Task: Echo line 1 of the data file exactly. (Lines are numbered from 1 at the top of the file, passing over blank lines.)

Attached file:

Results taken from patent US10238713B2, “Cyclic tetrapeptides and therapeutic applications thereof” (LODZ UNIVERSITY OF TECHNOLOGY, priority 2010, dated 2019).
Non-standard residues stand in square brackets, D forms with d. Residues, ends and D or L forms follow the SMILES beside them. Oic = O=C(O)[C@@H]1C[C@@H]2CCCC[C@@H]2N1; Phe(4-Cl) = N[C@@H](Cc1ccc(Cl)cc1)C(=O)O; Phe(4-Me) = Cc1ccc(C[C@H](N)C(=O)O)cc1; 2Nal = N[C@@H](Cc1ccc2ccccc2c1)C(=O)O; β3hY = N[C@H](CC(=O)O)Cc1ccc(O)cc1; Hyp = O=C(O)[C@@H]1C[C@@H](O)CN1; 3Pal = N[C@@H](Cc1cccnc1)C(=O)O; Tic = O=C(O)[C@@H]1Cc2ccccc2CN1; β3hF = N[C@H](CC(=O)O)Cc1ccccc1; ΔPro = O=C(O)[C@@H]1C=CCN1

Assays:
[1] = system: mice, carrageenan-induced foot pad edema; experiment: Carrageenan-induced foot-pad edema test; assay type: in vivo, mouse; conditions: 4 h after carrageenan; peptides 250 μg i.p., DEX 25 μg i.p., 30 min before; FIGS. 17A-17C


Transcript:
Results taken from patent US10238713B2, “Cyclic tetrapeptides and therapeutic applications thereof” (LODZ UNIVERSITY OF TECHNOLOGY, priority 2010, dated 2019).